# Constructing Mathlets using JavaMath

## Abstract and Introduction

### Abstract

Sophisticated mathlets and Internet accessible mathematical services sometimes require server-side support from a computer algebra system, and the JavaMath API provides the necessary infrastructure. In this article, the use of JavaMath is explained via an example and ideas for new types of web service are discussed.

### Introduction

There are many Web pages with interactive mathematical content, but most such pages are limited to interactivity which can be achieved entirely at the browser side. The few applets, such as various CECM interfaces, the Tübingen Parallel Gröbner Bases service [link no longer exists, 12/10/04], the Mathematica-based Integrator and Mathserv, which have employed sophisticated interaction with a compute engine on a server, have generally not promoted their techniques in the form of a published API (application programming interface). The one early attempt we are aware of to present these techniques as a reusable library is the Interactive Mathematics Server WIMS. Characteristic of all these applications, using CGI scripts has allowed only batch- rather than session-based interaction with a compute engine. Therefore, the only way to perform a multi-step calculation is to represent intermediate results in the CGI script and feed them back into the compute engine when it is restarted.

In 2001 the situation has begun to improve with the release of WebMathematica and JavaMath. Both tools employ Java Servlet Technology to make routine the construction of server interactive mathematical Web resources. The sequel is a guide to the use of JavaMath once it is installed on the server and an explanation, in practical terms, of the issues encountered when constructing mathematical web services which make a system such as JavaMath necessary.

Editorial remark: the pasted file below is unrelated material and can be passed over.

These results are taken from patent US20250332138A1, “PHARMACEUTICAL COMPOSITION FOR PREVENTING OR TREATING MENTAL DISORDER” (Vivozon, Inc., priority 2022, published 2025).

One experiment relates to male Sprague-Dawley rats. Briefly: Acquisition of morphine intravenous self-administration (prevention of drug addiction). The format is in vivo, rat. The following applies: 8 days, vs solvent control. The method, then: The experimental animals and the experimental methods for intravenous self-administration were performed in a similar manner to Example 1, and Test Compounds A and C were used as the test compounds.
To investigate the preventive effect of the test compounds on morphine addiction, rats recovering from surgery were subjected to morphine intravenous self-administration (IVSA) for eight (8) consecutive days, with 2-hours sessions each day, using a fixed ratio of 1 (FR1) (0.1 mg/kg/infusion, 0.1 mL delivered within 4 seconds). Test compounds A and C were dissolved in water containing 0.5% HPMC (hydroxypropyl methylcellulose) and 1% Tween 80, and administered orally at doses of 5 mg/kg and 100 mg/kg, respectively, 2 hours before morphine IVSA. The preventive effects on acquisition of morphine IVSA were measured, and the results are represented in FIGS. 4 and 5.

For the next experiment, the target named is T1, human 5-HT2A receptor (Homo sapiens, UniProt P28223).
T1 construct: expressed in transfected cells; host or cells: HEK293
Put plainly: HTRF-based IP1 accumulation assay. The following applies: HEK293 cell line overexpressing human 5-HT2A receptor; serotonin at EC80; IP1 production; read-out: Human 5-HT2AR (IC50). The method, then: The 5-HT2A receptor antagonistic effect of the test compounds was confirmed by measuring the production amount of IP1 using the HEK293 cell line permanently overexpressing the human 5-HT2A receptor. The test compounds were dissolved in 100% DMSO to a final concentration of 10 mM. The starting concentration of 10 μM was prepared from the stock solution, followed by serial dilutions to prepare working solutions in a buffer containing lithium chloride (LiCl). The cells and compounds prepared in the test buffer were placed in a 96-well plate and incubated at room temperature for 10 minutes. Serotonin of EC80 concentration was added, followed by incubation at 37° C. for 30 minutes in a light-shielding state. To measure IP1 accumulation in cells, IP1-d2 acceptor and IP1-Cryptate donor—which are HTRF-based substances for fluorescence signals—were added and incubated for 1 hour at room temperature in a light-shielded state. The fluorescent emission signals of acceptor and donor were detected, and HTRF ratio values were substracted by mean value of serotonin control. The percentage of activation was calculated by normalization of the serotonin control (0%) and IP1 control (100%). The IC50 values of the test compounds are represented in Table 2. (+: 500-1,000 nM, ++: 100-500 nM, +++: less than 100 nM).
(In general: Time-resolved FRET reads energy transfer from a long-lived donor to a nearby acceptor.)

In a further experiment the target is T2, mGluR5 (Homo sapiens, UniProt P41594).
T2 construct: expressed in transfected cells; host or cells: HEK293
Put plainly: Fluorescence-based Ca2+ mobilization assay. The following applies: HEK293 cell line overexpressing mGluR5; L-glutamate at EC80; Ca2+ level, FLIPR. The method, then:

For information on getting started with JavaMath refer to the installation instructions and the on-line tutorial. To learn about the technology behind JavaMath refer to this report on the architecture of JavaMath.

## Server Interactive Web Pages I

### Adding Symbolic Computation to the Graph Explorer

An important feature of the JavaMath API is the ease with which it permits calls to a compute engine to be incorporated into an applet. To demonstrate this, we took as a starting point the first named author's mathlet, Graph Explorer.

The existing Graph Explorer has been used to support on-line labs for secondary school and college precalculus students. It accepts user input of the formulae for functions, uses Java code to parse the formulae, and plots their graph in a panel with various controls for zooming and panning. It also recognizes and gives user control over variable parameters in the equation, but it does not have any symbolic manipulation capability. By adding Maple calls via JavaMath, we were able to quickly add the code needed to obtain the exact formula of each root and display it as a label on the x-axis. Click here to try the new version of Graph Explorer.

The key to this was the provision by JavaMath of appropriate supporting classes. In particular, after having imported the package

import javamath.proxycas.*;



ProxyCAServer proxyCAServer =
new ProxyCAServer("http://dev.camel.math.ca/ProxyCAS");

proxyMapleSession = proxyCAServer.createSession("Maple");



we were able to evaluate any Maple expression with a line of the form

resultString = proxyMapleSession.nativeEvaluate(inputString);



To enable the reader to gain confidence with using the JavaMath API, we have made available the source code and jars for this applet, which the user may run as a stand-alone Java application and experiment with the JavaMath server.